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JIMV
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Politics, the country, and Stereophile

Has anyone spent any time reading of the period before the US Civil War or the more recent Spanish Civil War? The decades leading up to both have a lot of similarities with today

linden518
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Re: Politics, the country, and Stereophile

Frankly and personally speaking, I could use less of political rants from both the left AND right-leaning audiophiles. So shrill around here these days. Stop being so damn angry. Have a beer.

I'd like to point out, though, JIMV, how ironic I find it that you're the one advocating doing away with political manifesto content from the forum & the magazine, but you're also the one to start up these new threads & posts that only incite further diatribes and flames. Not a sound tactical approach to your aims, IMO.

JIMV
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Re: Politics, the country, and Stereophile

I am leaving the topic, unless poked, but one should not mistake retreat with any lack of basic truth in the position. There is zero reason to insert politics into an audio review except to anger readers, stroke the users ego, and take up space.

In no circumstance does inserting politics make the audio review better or provide an audio insight.

linden518
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Re: Politics, the country, and Stereophile

I understand, but I'm saying that you've made your position very clear in many different posts, and I don't see why another separate thread devoted to what you've already said on numerous occasions, when all it's probably going to do is incite more anger and flame-throwing, which you don't want, presumably.

JIMV
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Re: Politics, the country, and Stereophile

True

Jan Vigne
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Re: Politics, the country, and Stereophile

First of all I am so tired of coming to this forum just to find that you have inserted yet another thread regarding politics into an audio forum. What purpose has it served? It has kept me from reading about audio! How has it made this forum better? Why piss off a significant section of the reading membership who simply must read every word of this forum because they are incapable of ignoring what offends them? Because you want to throw your political opinions in my face? Who gave you that right on an audio forum? Why keep at this with the same damn thing over and over and over? I don't come here to read your political opinions. Why do you insist that I must?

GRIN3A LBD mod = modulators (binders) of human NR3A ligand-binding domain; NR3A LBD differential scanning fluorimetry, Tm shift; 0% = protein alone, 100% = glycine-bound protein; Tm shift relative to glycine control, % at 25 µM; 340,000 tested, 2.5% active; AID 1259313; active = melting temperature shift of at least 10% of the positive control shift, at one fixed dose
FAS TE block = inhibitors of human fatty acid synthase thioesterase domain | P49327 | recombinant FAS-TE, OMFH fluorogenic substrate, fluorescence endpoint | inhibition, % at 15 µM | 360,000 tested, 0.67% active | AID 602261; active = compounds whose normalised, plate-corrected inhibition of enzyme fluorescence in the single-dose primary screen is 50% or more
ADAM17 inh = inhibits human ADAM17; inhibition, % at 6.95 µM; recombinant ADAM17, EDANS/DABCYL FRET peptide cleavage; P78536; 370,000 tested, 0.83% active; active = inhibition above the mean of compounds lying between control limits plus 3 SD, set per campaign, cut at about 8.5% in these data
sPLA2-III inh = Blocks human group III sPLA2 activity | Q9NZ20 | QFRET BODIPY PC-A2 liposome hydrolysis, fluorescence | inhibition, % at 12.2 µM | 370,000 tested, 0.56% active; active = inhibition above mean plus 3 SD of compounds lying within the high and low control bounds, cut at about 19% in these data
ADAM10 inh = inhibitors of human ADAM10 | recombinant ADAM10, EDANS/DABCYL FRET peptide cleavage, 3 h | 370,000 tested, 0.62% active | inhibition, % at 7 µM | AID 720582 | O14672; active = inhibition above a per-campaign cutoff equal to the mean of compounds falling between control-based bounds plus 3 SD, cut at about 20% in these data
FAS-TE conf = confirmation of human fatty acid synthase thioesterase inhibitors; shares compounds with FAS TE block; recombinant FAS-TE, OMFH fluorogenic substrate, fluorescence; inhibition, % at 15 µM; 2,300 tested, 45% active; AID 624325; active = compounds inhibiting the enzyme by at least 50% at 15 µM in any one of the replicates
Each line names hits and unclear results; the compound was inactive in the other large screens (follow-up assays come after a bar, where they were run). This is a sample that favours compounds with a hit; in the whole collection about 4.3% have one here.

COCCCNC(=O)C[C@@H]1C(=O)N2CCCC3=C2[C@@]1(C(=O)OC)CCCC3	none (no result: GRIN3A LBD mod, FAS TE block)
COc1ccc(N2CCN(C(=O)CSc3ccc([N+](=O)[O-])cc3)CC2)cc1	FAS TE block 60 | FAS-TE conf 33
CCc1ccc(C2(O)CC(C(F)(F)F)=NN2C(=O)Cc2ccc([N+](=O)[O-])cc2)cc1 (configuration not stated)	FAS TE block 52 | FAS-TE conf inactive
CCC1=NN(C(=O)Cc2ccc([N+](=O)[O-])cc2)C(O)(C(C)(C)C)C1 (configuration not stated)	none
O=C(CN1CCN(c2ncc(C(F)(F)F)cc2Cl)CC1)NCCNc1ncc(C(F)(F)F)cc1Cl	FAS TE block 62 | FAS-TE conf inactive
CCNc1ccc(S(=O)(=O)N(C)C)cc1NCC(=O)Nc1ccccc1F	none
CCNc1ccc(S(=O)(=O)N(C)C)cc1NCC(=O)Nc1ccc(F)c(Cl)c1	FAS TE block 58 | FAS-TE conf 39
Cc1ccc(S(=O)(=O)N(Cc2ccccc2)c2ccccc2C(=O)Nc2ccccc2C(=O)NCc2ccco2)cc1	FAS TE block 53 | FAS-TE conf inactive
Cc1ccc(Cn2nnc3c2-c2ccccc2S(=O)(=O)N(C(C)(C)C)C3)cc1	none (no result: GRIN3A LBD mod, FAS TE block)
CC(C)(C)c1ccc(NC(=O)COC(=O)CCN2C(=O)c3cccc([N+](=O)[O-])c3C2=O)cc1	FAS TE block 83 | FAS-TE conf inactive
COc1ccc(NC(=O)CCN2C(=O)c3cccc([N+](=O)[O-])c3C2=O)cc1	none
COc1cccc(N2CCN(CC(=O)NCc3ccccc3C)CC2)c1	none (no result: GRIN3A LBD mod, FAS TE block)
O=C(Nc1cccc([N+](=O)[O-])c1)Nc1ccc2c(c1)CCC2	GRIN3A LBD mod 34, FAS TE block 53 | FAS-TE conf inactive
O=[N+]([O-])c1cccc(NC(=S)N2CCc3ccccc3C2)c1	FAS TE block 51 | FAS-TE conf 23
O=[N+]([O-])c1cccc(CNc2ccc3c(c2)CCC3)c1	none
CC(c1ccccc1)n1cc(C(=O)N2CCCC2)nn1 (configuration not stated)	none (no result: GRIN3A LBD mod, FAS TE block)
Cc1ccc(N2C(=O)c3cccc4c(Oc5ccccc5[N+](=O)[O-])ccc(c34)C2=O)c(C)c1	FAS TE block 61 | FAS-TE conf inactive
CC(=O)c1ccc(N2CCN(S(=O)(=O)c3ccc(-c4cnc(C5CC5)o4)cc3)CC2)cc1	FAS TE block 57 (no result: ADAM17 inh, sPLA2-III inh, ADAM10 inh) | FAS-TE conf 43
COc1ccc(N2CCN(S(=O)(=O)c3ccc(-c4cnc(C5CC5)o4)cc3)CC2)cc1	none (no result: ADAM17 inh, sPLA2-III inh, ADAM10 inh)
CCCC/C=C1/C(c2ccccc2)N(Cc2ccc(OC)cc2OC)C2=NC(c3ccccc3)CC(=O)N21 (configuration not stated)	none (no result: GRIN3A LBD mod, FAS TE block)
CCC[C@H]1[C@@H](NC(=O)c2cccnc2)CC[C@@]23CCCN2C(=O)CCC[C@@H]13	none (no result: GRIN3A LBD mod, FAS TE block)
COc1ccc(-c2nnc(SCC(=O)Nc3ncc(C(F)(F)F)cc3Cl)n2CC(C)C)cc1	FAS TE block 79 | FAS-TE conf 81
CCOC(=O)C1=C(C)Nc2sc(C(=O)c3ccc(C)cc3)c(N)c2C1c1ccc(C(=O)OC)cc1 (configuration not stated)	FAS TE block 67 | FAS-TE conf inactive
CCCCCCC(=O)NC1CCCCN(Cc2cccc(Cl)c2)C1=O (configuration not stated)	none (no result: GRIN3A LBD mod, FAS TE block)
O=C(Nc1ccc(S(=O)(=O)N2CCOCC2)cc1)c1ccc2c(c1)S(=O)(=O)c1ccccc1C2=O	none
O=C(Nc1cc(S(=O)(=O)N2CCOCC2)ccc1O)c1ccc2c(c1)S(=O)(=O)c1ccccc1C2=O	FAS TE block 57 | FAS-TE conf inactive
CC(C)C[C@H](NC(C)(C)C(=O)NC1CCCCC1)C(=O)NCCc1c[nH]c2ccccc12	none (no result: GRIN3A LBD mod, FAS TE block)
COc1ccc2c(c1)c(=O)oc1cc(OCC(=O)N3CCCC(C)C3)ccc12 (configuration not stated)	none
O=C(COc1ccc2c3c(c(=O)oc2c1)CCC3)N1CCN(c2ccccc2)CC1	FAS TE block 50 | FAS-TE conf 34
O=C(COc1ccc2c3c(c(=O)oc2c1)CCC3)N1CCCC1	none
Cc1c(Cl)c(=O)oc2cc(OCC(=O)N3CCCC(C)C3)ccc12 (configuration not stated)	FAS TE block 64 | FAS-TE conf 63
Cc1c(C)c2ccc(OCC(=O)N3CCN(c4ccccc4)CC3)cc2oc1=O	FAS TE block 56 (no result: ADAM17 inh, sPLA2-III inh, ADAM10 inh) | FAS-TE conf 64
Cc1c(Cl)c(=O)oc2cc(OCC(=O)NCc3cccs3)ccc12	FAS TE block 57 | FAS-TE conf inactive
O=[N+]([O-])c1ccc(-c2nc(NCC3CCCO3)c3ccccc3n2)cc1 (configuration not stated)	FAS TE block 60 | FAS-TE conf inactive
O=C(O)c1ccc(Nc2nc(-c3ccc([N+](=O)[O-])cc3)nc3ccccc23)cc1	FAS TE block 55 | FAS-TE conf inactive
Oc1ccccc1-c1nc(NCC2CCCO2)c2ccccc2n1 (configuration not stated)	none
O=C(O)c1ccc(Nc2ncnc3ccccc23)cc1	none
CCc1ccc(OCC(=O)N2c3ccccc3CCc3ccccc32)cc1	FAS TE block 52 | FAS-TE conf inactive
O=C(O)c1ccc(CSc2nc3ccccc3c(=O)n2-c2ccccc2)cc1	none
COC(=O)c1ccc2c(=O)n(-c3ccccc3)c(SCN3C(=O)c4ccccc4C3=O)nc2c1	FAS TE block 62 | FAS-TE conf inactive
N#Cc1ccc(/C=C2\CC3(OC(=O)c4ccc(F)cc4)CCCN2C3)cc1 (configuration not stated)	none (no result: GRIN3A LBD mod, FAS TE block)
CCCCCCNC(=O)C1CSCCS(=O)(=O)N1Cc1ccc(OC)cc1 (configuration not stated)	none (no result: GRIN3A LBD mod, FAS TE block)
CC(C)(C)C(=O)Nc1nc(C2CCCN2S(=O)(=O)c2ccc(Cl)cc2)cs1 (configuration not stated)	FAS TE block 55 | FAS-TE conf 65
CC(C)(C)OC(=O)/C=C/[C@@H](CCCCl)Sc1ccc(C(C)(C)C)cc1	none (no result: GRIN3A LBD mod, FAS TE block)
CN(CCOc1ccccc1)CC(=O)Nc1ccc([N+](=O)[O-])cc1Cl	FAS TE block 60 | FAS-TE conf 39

Why?!


Quote:
Both periods had repeated changes of governments from control by one group to another with both groups assuming power with tiny majorities of 5% or so and in both situations the changes in government were seen as mandates for fundamental change by the party holding power.

I assume your use of the word "majority" recognizes that a significant portion of the populace had, at the time of the Civil War, no voting rights bestowed upon them and those few who did were subject to having less rights than others determined by how many of those non-voting "3/5 of a person" they owned. One thing that has not changed much over the last 140 years is one political party is made up primarily with rich, white males.

What's that say?

linden518
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Re: Politics, the country, and Stereophile

Jan, c'mon. The issue is squashed. JIMV already recognizes that the thread would only serve to get even more flame-posts, so there's no need to add fuel to the flame.

KBK
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Re: Politics, the country, and Stereophile

Lawrence Livermore Laboratories has discovered the heaviest element yet known to science. The new element, Governmentium (symbol=Gv), has one neutron, 25 assistant neutrons, 88 deputy neutrons, and 198 assistant deputy neutrons, giving it an atomic mass of 312. These 312 particles are held together by forces called morons, which are surrounded by vast quantities of lepton-like particles called peons. Since Governmentium has no electrons, it is inert. However, it can be detected, because it impedes every reaction with which it comes into contact. A tiny amount of Governmentium can cause a reaction that would normally take less than a second, to take from 4 days to 4 years to complete. Governmentium has a normal half-life of 2 to 6 years. It does not decay, but instead undergoes a reorganization in which a portion of the assistant neutrons and deputy neutrons exchange places.

In fact, Governmentium's mass will actually increase over time, since each reorganization will cause more morons to become neutrons, forming isodopes. This characteristic of moron promotion leads some scientists to believe that Governmentium is formed whenever morons reach a critical concentration. This hypothetical quantity is referred to as critical morass. When catalyzed with money, Governmentium becomes Administratium (symbol=Ad), an element that radiates just as much energy as Governmentium, since it has half as many peons but twice as many morons.

BillB
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Re: Politics, the country, and Stereophile